Nearshoring is opening up new horizons for financial services providers in Europe. It helps them access a rich pool of dedicated, skilled but affordable tech talent while allowing them to establish a reliable and trustworthy relationship with remote yet ‘near’ development teams. 

5. Evaluating workforce competencies to drive Digital at scale

To drive digital at scale, financial organisations need to focus on the ‘people dimension’ to evaluate, identify and train their employees while considering an individual’s merits rather than years of experience. This helps to build a workforce of T-shaped and Pie-shaped engineers who understand the nuances of delivering successful digital programs.

The Dreyfus model helps to objectively define their workforce competencies in order to map them according to different competency levels. This is an important step in evaluating the skillsets of employees and upskilling them accordingly.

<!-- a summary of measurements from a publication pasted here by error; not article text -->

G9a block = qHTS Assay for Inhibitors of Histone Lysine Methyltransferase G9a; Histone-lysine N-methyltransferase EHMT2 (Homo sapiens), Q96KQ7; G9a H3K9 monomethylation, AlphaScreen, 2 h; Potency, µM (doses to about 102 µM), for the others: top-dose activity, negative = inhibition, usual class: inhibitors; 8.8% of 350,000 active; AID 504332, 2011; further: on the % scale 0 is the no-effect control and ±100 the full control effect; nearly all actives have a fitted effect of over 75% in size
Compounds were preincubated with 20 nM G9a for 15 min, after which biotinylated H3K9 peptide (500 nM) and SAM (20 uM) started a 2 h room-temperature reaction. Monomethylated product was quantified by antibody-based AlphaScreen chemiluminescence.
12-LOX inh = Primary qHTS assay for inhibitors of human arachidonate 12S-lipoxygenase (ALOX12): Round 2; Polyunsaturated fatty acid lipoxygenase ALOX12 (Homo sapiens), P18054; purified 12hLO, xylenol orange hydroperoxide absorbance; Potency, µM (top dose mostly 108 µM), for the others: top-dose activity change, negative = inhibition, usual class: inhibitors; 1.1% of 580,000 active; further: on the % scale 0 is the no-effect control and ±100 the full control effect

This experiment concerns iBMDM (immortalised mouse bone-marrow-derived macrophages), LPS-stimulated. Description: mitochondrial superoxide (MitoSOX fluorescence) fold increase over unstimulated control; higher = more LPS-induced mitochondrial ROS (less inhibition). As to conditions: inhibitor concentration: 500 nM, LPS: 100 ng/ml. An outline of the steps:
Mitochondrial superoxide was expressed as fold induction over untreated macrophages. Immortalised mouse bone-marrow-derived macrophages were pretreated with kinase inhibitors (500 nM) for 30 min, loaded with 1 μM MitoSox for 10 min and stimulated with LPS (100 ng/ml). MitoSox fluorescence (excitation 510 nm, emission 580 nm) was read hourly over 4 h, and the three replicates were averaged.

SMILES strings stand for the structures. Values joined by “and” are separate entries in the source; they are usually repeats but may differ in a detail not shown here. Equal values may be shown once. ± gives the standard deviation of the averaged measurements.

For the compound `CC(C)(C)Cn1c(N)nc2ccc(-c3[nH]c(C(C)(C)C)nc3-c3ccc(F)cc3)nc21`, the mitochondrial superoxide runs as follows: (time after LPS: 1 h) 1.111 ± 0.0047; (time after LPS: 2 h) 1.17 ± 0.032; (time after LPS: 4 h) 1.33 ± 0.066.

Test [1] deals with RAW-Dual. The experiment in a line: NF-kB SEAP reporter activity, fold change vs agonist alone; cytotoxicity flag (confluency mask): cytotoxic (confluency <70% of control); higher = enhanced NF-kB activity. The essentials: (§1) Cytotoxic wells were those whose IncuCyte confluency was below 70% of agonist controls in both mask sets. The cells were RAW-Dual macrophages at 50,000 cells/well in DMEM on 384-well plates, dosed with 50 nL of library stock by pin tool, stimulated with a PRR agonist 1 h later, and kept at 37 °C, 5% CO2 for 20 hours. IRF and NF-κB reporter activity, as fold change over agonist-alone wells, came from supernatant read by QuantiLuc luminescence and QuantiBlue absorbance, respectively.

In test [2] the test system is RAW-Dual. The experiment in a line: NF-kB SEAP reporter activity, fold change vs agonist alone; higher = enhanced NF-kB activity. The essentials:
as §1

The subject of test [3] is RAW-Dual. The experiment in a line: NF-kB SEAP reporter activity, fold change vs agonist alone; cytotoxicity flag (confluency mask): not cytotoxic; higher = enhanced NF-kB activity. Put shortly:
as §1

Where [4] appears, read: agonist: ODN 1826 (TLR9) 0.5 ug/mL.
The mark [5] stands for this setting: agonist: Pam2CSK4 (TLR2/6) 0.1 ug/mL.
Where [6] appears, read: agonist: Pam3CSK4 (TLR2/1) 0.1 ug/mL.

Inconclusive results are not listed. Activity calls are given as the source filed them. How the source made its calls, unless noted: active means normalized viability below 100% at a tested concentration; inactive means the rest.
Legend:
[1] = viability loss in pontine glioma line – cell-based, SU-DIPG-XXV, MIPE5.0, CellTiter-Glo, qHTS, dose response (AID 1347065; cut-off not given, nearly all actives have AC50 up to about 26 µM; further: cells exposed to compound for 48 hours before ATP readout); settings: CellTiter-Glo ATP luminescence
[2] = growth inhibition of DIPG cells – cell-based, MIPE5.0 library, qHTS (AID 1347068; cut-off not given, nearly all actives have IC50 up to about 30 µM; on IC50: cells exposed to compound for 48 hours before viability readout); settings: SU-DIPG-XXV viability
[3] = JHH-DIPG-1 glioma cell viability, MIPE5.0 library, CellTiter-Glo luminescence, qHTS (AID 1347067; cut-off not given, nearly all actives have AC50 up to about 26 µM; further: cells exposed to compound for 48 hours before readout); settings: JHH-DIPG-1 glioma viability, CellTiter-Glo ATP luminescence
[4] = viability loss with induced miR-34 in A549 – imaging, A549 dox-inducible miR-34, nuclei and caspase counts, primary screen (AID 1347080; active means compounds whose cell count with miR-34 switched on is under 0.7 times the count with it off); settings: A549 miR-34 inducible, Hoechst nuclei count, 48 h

A skills-led future

Unfortunately, the digital skills gap will impact every country, industry and community uniquely as adoption of technology varies. Until the financial services sector starts to take workforce development seriously, existing gaps will only widen. Companies must make a conscious effort to give equal access to all employees – both to technology and reskilling opportunities. By providing equal digital opportunities to all existing and prospective employees through the promotion of tech careers and impactful recruitment campaigns that break through racial, educational and gender inequality, banking organisations will be set for digital transformation success.

 

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Anubhav Mehrotra

Anubhav Mehrotra

SVP and Head of Financial Services, UK & Ireland

HCL Technologies

Member since

08 Nov 2021

Location

London

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This post is from a series of posts in the group:

Banking Strategy, Digital and Transformation